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Coturnix' "obligatory reading of the day" brought me to this interesting essay on open science. I think it catches most of the most important idiosyncracies of the modern science business and offers some very promising avenues for change.
However, I think it treats one crucial, important point only in passing: there currently are too many incentives not to share ideas and critical comments with the rest of the scientific community. There is the very real risk of being scooped, of critical comments coming back to haunt you at your next peer-reviewed submission or of an important person in a search committee branding you as 'trouble maker' because you criticized his paper on your blog. On top of that, there's absolutely zero credit to be had for any such activities. On the contrary, writing a blog such as this one can be seen as time wasted better spent writing papers or doing experiments.
Apart from the question of whether the perfect scientist is the one who only spends his time writing papers and doing experiments, what incentives can one think of to provide for blogging, commenting, sharing? I think because all of science relies on creativity, information and debate, the overall value of blogging, commenting and sharing can hardly be overestimated, so what incentives can there be for the individual scientist?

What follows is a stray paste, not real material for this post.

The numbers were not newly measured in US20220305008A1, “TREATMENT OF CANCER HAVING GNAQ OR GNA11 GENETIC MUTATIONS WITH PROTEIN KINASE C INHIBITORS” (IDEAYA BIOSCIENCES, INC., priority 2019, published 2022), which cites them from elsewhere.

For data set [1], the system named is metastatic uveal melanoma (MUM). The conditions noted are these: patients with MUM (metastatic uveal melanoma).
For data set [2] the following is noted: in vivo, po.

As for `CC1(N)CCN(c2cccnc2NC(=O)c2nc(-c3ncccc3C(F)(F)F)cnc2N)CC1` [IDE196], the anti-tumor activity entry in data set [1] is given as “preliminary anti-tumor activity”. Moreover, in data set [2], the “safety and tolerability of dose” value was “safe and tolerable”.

To be honest, I don't have many ideas. I don't even have two. I have one: these sorts of activities need to be aggregated somewhere where it can be used to show to others as a sign of quality, creativity, ingenuity, whatever. A place that can be used to build a reputation, where people can compete for having the most creative thoughts and sharpest minds. How to technically implement this, I have some ideas, but I consider none of them to be in a state worth considering, yet.
That's pretty pathetic! What else is there?
Posted on Friday 18 July 2008 - 17:55:49 comment: 0
open science   science blogging   science politics   

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